Tuesday, 28 February 2012

Hate to lose more than you love to win ?

A few days ago, I watched ‘Moneyball’, starring Brad Pitt, acting as a forty-something failed baseball player turned team manager, and Jonah Hill, playing his twenty-something nerdish assistant. If you haven’t watched the movie yet, it’s about an interesting concept. That a high performing team is not necessarily the one with star players. That a team constituted with the appropriate basic skills required for scoring many runs, has more than a fighting chance to win as well. And further, that if star players can’t be bought or retained, then it’s logical to opt for players with the right basic skills that together make a magic formula. Since, as Jonah Hill argues, the latter are “ignored by the richer teams, can be bought cheaper, and are probably easier to manage”.

A remarkable true story, the movie could be an inspiration for all those organisations, groups and teams which find themselves, at one time or another, to be, like Brad Pitt describes, “organ donors for the rich”. Who lose their best people to more moneys and bigger names. The romantic appeal of the triumph of the underdog notwithstanding, it’s the slogan of ‘when in Rome, if you can’t beat the Romans at their game, then do what the Romans don’t’, that captivates the rebel in me. So does the outlandish claim by Hill that, "the best people leaving is the best thing that could happen to the team since it opens up new possibilities".

Many service organisations, in a bid to proactively check the rising employee costs and minimise the possibility of future lay-offs, routinely execute on the principles of ‘push the job down’, ‘backfill with cheaper’, and 'do more with less'. Basically, they keep redrawing their lines of labour division and their lines of skill grouping. Then define and staff roles accordingly. To do that, they keep their processes of hiring, promoting, career moves and succession in step with the new lines. So long as the ‘pyramid and skills refresh’ exercises are done well, the organisations continue to maintain, and sometimes even to enhance their performance levels. Just like Pitt’s and Hill’s team did. Manufacturing and other organisations should certainly take more than a leaf out of this book.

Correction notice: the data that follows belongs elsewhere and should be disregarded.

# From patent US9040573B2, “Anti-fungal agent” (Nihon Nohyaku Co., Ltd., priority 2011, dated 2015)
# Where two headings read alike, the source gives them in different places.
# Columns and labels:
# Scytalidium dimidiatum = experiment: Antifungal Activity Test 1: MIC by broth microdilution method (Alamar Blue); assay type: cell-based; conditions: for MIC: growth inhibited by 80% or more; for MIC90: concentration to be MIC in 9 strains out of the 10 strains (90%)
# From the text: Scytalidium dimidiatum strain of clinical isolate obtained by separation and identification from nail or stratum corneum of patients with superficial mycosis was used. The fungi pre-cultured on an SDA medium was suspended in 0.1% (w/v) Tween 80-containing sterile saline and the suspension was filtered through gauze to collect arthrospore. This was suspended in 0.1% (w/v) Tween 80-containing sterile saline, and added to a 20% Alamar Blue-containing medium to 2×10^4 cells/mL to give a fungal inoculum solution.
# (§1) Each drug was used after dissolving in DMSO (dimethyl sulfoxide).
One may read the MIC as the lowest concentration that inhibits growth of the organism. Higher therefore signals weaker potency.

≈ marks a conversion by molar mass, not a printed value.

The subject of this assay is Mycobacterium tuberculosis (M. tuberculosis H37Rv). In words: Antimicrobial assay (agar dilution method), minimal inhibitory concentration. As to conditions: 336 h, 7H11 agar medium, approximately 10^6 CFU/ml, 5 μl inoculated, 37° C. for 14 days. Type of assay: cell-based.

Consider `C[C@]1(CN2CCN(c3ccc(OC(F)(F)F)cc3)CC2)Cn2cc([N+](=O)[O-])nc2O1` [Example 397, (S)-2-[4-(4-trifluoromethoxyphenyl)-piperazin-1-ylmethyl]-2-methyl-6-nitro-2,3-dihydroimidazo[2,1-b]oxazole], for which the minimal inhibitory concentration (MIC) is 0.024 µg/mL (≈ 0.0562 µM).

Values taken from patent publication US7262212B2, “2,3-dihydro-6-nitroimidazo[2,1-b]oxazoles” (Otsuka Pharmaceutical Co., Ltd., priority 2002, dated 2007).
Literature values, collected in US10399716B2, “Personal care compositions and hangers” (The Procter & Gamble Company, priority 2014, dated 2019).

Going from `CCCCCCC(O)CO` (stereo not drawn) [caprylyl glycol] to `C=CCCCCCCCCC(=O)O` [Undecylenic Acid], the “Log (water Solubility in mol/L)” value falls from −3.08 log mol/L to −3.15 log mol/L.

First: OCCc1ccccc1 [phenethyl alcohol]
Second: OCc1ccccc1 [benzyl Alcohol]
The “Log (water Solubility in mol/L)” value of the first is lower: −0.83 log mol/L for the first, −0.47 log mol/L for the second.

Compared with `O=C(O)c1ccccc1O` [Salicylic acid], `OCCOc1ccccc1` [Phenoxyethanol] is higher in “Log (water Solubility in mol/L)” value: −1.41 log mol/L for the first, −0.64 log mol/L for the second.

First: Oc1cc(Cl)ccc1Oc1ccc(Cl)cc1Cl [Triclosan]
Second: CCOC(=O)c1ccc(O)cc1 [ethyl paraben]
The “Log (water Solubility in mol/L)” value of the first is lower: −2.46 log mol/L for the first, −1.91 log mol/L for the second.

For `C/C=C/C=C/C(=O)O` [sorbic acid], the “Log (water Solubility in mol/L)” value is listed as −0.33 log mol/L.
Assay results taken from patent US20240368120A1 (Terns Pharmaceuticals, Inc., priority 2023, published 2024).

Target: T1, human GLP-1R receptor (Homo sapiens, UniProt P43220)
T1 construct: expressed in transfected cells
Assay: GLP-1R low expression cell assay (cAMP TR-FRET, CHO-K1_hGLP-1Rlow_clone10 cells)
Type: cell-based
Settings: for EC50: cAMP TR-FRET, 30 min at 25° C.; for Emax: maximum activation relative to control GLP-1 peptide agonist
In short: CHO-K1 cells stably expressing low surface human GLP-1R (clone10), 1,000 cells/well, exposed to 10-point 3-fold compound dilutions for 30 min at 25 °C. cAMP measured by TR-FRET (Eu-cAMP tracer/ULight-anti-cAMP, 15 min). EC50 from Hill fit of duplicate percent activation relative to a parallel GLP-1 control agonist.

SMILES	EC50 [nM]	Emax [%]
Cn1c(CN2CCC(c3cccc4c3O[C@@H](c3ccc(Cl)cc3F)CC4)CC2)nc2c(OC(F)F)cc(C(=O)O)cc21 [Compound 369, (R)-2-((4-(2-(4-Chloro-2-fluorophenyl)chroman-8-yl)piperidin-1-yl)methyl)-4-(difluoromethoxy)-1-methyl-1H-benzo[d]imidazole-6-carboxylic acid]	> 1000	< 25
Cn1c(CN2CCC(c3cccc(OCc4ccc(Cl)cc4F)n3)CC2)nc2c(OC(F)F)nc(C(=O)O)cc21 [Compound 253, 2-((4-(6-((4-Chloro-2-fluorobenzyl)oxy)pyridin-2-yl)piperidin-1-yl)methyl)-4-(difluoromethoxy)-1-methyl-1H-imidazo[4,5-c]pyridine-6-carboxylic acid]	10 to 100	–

To me, the movie was also about one more thing. During a particular scene, Brad Pitt shouts, “I hate losing more than I love winning”.
That’s probably why he didn’t cut his losses and abandon a sinking ship. That’s probably why he risked his entire future on a whacky new idea from a whacky young kid. That’s probably why he persisted with his direction despite initial failures. That’s probably why the owner of the team supported him when nobody else did. That’s probably why, after the eventual triumph of his lack-lustre team, he didn’t take up the unbelievably lucrative offer from a very rich rival team.
That’s probably also why his daughter proudly and happily sang, “you’re a loser, dad; such a loser dad”.
Pitt’s and his daughter’s words resonate with me. I fancy myself as one, and am drawn to such people, rather than to those who love winning more than they hate losing. For much the same probable reasons. That’s what put the movie right up there for me.
“I’m a loser, guys; such a loser, guys”.
Are you one too ? No problem if you aren’t. After all, it takes all kinds of trees to make a forest.


  1. PD boss excellent post. Movie fulfills its purpose if it is viewed in this way. Their soundboard function is, sometimes. more important to me than their 'entertainment' function. That's why I am banned from watching TV with the family.

    I see you have not turned off word recognion.

    1. Thanks again. Have no clue about the word recognition bit and have given up. Please bear with me on this. After the google privacy policy changes, my email address has also disappeared from my blogger profile. Tried stuff about that as well. And guess what ? Failed.